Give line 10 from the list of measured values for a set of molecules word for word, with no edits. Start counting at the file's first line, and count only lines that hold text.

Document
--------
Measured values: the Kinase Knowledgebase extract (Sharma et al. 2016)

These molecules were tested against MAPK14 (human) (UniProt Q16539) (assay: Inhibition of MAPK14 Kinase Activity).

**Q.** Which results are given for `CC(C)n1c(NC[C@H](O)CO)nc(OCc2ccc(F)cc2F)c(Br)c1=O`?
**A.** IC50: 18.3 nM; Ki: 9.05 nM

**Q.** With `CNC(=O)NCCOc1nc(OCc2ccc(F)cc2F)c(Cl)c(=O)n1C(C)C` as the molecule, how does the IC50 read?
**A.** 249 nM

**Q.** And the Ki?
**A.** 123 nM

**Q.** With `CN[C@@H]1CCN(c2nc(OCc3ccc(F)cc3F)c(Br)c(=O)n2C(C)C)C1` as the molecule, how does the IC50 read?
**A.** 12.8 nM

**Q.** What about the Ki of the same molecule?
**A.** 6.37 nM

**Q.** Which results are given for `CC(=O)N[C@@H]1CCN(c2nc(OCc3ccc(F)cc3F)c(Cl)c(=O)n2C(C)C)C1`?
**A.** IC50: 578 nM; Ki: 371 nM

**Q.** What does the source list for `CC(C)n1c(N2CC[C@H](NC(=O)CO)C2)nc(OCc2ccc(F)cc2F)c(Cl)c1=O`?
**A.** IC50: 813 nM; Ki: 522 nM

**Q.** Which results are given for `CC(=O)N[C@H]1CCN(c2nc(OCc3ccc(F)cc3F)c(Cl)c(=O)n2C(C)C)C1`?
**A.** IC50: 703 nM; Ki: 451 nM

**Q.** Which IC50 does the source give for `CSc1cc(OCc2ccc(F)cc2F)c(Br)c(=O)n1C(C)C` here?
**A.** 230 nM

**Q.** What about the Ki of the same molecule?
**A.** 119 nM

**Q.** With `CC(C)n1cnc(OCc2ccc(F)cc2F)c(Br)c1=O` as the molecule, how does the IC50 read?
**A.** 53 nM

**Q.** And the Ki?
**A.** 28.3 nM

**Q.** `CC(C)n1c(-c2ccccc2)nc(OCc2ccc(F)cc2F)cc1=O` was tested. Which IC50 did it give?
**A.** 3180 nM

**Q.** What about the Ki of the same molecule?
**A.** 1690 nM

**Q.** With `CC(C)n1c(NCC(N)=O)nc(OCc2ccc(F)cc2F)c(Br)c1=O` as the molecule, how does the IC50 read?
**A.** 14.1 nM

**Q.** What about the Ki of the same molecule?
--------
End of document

**A.** 12.8 nM